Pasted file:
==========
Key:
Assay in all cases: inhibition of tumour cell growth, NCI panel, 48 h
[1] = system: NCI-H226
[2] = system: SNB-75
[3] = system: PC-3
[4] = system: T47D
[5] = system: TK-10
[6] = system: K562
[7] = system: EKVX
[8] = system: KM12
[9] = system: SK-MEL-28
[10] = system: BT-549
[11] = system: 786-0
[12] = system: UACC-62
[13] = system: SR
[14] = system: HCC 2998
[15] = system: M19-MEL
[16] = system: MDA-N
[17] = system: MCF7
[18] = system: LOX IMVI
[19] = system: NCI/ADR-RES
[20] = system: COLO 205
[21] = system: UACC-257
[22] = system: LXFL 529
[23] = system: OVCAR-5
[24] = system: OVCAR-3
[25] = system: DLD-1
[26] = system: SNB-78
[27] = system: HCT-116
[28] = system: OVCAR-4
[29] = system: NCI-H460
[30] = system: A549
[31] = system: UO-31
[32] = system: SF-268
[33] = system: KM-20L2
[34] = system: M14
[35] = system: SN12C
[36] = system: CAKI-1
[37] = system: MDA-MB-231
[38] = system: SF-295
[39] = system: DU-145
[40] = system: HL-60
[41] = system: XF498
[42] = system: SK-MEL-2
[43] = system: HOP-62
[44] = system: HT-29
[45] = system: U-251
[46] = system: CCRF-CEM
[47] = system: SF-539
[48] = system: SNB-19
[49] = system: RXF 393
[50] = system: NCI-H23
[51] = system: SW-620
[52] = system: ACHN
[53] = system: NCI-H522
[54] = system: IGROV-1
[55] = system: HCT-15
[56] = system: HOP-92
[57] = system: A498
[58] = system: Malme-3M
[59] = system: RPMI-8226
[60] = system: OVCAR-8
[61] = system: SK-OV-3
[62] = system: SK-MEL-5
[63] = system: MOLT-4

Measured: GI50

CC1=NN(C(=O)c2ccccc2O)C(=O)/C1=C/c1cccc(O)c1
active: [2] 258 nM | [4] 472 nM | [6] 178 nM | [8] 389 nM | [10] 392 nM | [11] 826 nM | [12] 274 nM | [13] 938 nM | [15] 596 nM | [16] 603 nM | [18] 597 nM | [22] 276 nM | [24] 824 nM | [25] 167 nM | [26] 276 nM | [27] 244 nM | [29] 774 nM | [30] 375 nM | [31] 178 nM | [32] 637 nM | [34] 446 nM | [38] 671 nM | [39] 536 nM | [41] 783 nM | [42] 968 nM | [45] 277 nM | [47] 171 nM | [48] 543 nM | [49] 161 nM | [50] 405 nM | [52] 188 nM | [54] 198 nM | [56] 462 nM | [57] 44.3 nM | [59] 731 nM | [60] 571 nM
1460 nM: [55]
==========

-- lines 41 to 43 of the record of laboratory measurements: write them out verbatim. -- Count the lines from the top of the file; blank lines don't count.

[39] = system: DU-145
[40] = system: HL-60
[41] = system: XF498